Perpetual quietness of heart.  It is to have no trouble.  It is never to be fretted or vexed, irritable or sore; to wonder at nothing that is done to me, to feel nothing done against me.
It is to be at rest when nobody praises me, and when I am blamed or despised, it is to have a blessed home in myself where I can go in and shut the door and pray to my Father in secret and be at peace, as in a deep sea of calmness, when all around and about is seeming trouble.  C.S. Lewis had the following to say on Pride:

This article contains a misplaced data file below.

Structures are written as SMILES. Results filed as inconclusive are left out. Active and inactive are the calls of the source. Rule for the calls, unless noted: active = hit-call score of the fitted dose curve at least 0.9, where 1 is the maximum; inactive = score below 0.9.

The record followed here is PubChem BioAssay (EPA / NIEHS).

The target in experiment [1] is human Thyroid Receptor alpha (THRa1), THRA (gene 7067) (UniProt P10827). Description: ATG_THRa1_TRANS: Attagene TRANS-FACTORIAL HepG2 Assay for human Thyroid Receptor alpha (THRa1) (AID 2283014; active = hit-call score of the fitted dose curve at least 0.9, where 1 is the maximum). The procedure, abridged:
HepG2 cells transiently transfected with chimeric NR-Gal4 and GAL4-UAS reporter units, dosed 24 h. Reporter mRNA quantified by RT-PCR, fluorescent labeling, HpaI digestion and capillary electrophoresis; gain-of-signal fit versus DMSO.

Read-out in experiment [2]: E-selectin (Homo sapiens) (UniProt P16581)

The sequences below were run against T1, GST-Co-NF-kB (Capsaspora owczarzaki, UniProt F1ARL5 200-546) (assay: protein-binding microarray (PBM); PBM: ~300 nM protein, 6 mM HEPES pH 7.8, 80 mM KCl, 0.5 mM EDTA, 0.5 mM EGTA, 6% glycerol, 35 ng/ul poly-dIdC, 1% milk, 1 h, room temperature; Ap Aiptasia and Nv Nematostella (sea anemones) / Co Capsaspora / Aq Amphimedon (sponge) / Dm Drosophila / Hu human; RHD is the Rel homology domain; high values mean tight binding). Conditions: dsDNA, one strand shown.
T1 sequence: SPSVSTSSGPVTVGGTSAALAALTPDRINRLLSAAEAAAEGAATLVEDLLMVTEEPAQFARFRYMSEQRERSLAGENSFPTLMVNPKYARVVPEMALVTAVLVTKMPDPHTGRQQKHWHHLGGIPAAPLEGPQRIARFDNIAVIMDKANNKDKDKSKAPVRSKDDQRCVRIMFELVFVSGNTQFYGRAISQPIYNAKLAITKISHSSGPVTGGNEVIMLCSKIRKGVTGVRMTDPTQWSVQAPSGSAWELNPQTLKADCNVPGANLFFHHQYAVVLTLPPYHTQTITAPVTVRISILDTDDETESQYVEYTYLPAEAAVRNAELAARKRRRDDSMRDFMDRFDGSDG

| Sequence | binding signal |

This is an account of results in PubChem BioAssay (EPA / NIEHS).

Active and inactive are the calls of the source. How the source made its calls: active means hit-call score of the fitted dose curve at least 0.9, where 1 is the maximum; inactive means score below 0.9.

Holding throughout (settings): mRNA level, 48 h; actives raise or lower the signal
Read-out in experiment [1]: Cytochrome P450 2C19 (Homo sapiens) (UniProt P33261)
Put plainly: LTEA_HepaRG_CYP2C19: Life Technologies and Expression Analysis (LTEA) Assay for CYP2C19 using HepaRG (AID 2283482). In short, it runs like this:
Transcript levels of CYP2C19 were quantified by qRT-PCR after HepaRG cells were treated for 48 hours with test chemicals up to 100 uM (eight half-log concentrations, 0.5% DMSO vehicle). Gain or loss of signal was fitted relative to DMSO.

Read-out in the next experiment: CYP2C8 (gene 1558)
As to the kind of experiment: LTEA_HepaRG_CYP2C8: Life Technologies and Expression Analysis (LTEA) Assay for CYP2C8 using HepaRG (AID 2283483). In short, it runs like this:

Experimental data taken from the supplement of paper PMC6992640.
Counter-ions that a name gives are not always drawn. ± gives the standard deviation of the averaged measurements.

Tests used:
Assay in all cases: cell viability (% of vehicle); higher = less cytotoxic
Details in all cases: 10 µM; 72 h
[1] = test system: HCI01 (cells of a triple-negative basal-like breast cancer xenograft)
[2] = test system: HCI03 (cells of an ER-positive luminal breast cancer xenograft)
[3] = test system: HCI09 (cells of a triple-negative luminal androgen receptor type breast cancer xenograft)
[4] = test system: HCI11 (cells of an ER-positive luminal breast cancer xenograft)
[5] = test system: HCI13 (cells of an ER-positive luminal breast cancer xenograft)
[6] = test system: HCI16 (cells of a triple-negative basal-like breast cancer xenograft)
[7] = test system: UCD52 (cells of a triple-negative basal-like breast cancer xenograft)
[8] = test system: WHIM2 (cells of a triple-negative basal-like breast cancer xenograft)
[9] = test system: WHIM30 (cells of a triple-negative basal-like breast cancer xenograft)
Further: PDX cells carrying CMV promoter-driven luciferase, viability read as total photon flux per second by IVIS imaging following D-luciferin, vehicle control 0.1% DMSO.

“There is one vice of which no man in the world is free; which every one in the world loathes when he sees it in someone else; and of which hardly any people, except Christians, ever imagine that they are guilty….There is no fault which makes a man more unpopular, and no fault which we are more unconscious of in ourselves, the more we dislike it in others.  The vice I am talking of is Pride or Self-Conceit….Pride is essentially competitive–is competitive by its very nature….Pride gets no pleasure out of having something, only out of having more of it than the next man.  We say that people are proud of being rich, or clever, or good-looking, but they are not.  They are proud of being richer, or cleverer, or better-looking than others….It is the comparison that makes you proud: the pleasure of being above the rest….Pride always means enmity–it is enmity.  And not only enmity between man and man, but enmity to God.  In God you come up against something which is in every respect immeasurably superior to yourself.  Unless you know God as that–and, therefore, know yourself as nothing in comparison–you do not know God at all.  As long as you are proud you cannot know God.  A proud man is always looking down on things and people: and, of course, as long as you are looking down, you cannot see something that is above you.”

 

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